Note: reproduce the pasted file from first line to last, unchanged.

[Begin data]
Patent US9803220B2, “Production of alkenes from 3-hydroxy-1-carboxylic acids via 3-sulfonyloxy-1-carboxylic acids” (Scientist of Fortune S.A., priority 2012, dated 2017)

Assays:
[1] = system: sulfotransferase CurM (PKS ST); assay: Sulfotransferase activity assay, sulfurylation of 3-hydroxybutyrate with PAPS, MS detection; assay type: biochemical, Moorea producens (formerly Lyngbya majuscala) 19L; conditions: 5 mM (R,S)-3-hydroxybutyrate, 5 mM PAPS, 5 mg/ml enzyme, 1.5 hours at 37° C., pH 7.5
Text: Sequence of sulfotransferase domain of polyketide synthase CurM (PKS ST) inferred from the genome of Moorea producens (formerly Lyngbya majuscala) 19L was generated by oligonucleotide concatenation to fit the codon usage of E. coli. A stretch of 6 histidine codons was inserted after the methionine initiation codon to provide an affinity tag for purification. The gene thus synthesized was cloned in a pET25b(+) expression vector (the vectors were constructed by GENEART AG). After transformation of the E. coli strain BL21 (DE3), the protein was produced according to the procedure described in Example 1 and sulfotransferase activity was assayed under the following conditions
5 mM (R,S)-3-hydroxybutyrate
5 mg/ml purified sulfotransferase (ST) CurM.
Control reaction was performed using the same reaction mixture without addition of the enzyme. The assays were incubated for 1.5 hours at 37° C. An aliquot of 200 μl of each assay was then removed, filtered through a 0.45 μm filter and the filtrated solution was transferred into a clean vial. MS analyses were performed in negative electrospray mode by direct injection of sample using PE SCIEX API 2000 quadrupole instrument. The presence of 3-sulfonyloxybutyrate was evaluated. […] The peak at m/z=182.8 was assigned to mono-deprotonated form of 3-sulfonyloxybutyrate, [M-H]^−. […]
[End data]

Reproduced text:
Patent US9803220B2, “Production of alkenes from 3-hydroxy-1-carboxylic acids via 3-sulfonyloxy-1-carboxylic acids” (Scientist of Fortune S.A., priority 2012, dated 2017)

Assays:
[1] = system: sulfotransferase CurM (PKS ST); assay: Sulfotransferase activity assay, sulfurylation of 3-hydroxybutyrate with PAPS, MS detection; assay type: biochemical, Moorea producens (formerly Lyngbya majuscala) 19L; conditions: 5 mM (R,S)-3-hydroxybutyrate, 5 mM PAPS, 5 mg/ml enzyme, 1.5 hours at 37° C., pH 7.5
Text: Sequence of sulfotransferase domain of polyketide synthase CurM (PKS ST) inferred from the genome of Moorea producens (formerly Lyngbya majuscala) 19L was generated by oligonucleotide concatenation to fit the codon usage of E. coli. A stretch of 6 histidine codons was inserted after the methionine initiation codon to provide an affinity tag for purification. The gene thus synthesized was cloned in a pET25b(+) expression vector (the vectors were constructed by GENEART AG). After transformation of the E. coli strain BL21 (DE3), the protein was produced according to the procedure described in Example 1 and sulfotransferase activity was assayed under the following conditions
5 mM (R,S)-3-hydroxybutyrate
5 mg/ml purified sulfotransferase (ST) CurM.
Control reaction was performed using the same reaction mixture without addition of the enzyme. The assays were incubated for 1.5 hours at 37° C. An aliquot of 200 μl of each assay was then removed, filtered through a 0.45 μm filter and the filtrated solution was transferred into a clean vial. MS analyses were performed in negative electrospray mode by direct injection of sample using PE SCIEX API 2000 quadrupole instrument. The presence of 3-sulfonyloxybutyrate was evaluated. […] The peak at m/z=182.8 was assigned to mono-deprotonated form of 3-sulfonyloxybutyrate, [M-H]^−. […]